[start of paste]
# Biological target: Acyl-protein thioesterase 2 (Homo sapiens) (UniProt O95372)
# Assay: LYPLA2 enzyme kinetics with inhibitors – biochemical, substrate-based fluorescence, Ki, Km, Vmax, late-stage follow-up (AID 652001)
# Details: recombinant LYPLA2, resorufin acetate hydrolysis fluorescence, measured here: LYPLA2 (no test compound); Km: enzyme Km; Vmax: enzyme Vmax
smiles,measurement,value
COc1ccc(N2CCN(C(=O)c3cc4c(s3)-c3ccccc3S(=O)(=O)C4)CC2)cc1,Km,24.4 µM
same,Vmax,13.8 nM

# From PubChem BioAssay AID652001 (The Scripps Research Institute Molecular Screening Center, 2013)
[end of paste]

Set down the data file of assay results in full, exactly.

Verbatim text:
# Biological target: Acyl-protein thioesterase 2 (Homo sapiens) (UniProt O95372)
# Assay: LYPLA2 enzyme kinetics with inhibitors – biochemical, substrate-based fluorescence, Ki, Km, Vmax, late-stage follow-up (AID 652001)
# Details: recombinant LYPLA2, resorufin acetate hydrolysis fluorescence, measured here: LYPLA2 (no test compound); Km: enzyme Km; Vmax: enzyme Vmax
smiles,measurement,value
COc1ccc(N2CCN(C(=O)c3cc4c(s3)-c3ccccc3S(=O)(=O)C4)CC2)cc1,Km,24.4 µM
same,Vmax,13.8 nM

# From PubChem BioAssay AID652001 (The Scripps Research Institute Molecular Screening Center, 2013)